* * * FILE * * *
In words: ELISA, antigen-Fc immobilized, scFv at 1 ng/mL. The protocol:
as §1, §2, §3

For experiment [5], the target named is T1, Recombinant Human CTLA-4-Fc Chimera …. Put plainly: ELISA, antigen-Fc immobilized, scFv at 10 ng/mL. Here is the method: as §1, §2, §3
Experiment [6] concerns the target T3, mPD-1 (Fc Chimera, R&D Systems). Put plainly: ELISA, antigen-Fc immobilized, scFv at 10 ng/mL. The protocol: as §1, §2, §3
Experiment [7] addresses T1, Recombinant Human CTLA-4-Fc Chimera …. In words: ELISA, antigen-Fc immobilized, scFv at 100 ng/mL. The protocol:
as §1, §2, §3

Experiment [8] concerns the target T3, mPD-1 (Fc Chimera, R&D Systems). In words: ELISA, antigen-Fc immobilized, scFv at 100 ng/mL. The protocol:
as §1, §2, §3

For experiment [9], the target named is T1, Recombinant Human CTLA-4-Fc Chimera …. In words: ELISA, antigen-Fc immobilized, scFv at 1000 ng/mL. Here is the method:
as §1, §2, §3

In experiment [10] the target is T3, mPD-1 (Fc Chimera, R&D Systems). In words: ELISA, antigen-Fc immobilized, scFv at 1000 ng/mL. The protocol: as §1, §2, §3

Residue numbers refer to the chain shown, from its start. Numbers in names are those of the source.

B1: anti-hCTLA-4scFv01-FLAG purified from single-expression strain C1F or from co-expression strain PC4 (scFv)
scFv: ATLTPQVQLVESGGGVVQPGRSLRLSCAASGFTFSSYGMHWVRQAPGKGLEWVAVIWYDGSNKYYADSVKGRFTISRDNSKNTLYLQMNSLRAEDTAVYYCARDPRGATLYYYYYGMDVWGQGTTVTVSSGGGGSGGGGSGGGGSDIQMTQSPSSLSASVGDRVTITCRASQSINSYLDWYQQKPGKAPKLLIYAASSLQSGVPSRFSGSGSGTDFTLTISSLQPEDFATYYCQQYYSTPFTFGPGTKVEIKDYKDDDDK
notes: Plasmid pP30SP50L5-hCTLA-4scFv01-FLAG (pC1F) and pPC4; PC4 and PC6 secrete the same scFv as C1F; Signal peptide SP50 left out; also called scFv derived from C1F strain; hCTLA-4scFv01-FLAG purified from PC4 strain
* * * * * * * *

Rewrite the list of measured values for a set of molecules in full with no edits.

In words: ELISA, antigen-Fc immobilized, scFv at 1 ng/mL. The protocol:
as §1, §2, §3

For experiment [5], the target named is T1, Recombinant Human CTLA-4-Fc Chimera …. Put plainly: ELISA, antigen-Fc immobilized, scFv at 10 ng/mL. Here is the method: as §1, §2, §3
Experiment [6] concerns the target T3, mPD-1 (Fc Chimera, R&D Systems). Put plainly: ELISA, antigen-Fc immobilized, scFv at 10 ng/mL. The protocol: as §1, §2, §3
Experiment [7] addresses T1, Recombinant Human CTLA-4-Fc Chimera …. In words: ELISA, antigen-Fc immobilized, scFv at 100 ng/mL. The protocol:
as §1, §2, §3

Experiment [8] concerns the target T3, mPD-1 (Fc Chimera, R&D Systems). In words: ELISA, antigen-Fc immobilized, scFv at 100 ng/mL. The protocol:
as §1, §2, §3

For experiment [9], the target named is T1, Recombinant Human CTLA-4-Fc Chimera …. In words: ELISA, antigen-Fc immobilized, scFv at 1000 ng/mL. Here is the method:
as §1, §2, §3

In experiment [10] the target is T3, mPD-1 (Fc Chimera, R&D Systems). In words: ELISA, antigen-Fc immobilized, scFv at 1000 ng/mL. The protocol: as §1, §2, §3

Residue numbers refer to the chain shown, from its start. Numbers in names are those of the source.

B1: anti-hCTLA-4scFv01-FLAG purified from single-expression strain C1F or from co-expression strain PC4 (scFv)
scFv: ATLTPQVQLVESGGGVVQPGRSLRLSCAASGFTFSSYGMHWVRQAPGKGLEWVAVIWYDGSNKYYADSVKGRFTISRDNSKNTLYLQMNSLRAEDTAVYYCARDPRGATLYYYYYGMDVWGQGTTVTVSSGGGGSGGGGSGGGGSDIQMTQSPSSLSASVGDRVTITCRASQSINSYLDWYQQKPGKAPKLLIYAASSLQSGVPSRFSGSGSGTDFTLTISSLQPEDFATYYCQQYYSTPFTFGPGTKVEIKDYKDDDDK
notes: Plasmid pP30SP50L5-hCTLA-4scFv01-FLAG (pC1F) and pPC4; PC4 and PC6 secrete the same scFv as C1F; Signal peptide SP50 left out; also called scFv derived from C1F strain; hCTLA-4scFv01-FLAG purified from PC4 strain